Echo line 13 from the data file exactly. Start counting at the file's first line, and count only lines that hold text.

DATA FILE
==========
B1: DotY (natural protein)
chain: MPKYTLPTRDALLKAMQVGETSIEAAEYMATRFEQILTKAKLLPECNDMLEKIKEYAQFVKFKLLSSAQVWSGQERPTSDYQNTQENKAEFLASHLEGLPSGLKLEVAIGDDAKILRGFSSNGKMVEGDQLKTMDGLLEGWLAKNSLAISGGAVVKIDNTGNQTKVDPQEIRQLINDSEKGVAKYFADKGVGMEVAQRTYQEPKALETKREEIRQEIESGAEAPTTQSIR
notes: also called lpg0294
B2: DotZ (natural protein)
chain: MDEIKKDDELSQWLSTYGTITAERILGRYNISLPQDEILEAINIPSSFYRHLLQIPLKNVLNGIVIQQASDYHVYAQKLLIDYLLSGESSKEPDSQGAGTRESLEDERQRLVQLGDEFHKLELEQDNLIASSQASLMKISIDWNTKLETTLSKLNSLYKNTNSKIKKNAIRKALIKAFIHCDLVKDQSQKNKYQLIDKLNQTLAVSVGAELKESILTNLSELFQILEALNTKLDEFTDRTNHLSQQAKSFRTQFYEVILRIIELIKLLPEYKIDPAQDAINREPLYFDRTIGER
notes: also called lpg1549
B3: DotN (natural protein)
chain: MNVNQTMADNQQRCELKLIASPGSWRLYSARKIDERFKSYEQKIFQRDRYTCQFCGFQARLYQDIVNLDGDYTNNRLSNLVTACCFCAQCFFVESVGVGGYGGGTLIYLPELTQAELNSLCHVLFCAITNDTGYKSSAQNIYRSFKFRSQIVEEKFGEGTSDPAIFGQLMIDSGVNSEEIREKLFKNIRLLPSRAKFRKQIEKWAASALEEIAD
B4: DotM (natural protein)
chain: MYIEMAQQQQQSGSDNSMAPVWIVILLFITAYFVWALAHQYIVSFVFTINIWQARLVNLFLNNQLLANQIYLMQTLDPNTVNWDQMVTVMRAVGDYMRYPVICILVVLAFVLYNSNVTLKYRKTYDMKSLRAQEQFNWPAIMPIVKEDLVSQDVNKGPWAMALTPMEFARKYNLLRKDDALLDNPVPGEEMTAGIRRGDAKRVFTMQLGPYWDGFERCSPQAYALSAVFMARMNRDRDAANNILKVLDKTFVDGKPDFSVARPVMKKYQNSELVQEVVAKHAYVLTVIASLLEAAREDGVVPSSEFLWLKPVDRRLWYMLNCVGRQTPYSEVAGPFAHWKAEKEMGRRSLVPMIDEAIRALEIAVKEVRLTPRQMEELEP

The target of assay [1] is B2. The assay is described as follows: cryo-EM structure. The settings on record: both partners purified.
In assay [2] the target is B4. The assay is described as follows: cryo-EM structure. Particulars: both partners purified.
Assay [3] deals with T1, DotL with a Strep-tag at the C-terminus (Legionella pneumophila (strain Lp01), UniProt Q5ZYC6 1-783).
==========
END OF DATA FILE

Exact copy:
Assay [3] deals with T1, DotL with a Strep-tag at the C-terminus (Legionella pneumophila (strain Lp01), UniProt Q5ZYC6 1-783).